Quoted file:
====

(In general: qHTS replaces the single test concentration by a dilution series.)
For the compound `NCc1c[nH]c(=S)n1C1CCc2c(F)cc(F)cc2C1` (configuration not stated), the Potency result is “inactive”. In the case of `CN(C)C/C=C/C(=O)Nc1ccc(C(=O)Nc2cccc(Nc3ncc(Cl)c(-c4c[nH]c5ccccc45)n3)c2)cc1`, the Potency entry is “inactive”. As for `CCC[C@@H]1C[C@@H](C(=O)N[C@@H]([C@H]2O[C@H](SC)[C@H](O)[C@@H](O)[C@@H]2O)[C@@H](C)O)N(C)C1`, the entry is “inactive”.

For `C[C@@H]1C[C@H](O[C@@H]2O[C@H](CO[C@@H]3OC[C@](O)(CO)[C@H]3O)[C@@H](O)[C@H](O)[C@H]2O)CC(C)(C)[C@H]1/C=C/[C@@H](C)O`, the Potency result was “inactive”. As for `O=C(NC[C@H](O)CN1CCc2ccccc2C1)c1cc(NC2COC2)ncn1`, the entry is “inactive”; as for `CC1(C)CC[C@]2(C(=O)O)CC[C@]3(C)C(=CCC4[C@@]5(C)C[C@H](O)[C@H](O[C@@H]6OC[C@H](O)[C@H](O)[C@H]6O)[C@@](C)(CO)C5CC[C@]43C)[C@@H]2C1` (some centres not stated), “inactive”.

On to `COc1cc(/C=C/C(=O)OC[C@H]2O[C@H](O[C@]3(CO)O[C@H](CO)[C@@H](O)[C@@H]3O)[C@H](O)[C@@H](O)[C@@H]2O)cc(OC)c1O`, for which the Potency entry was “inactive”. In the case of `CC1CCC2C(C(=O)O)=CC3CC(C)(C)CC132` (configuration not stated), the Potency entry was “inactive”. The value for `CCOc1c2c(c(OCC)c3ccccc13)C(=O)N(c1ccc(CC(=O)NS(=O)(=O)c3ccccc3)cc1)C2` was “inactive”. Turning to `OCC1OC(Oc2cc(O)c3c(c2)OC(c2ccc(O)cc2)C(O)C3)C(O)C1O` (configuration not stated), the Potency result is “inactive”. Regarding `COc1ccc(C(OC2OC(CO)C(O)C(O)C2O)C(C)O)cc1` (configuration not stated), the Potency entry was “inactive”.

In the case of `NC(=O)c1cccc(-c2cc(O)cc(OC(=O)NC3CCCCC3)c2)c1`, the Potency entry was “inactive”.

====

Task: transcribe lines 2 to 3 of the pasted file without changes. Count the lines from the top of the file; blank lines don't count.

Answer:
For the compound `NCc1c[nH]c(=S)n1C1CCc2c(F)cc(F)cc2C1` (configuration not stated), the Potency result is “inactive”. In the case of `CN(C)C/C=C/C(=O)Nc1ccc(C(=O)Nc2cccc(Nc3ncc(Cl)c(-c4c[nH]c5ccccc45)n3)c2)cc1`, the Potency entry is “inactive”. As for `CCC[C@@H]1C[C@@H](C(=O)N[C@@H]([C@H]2O[C@H](SC)[C@H](O)[C@@H](O)[C@@H]2O)[C@@H](C)O)N(C)C1`, the entry is “inactive”.

For `C[C@@H]1C[C@H](O[C@@H]2O[C@H](CO[C@@H]3OC[C@](O)(CO)[C@H]3O)[C@@H](O)[C@H](O)[C@H]2O)CC(C)(C)[C@H]1/C=C/[C@@H](C)O`, the Potency result was “inactive”. As for `O=C(NC[C@H](O)CN1CCc2ccccc2C1)c1cc(NC2COC2)ncn1`, the entry is “inactive”; as for `CC1(C)CC[C@]2(C(=O)O)CC[C@]3(C)C(=CCC4[C@@]5(C)C[C@H](O)[C@H](O[C@@H]6OC[C@H](O)[C@H](O)[C@H]6O)[C@@](C)(CO)C5CC[C@]43C)[C@@H]2C1` (some centres not stated), “inactive”.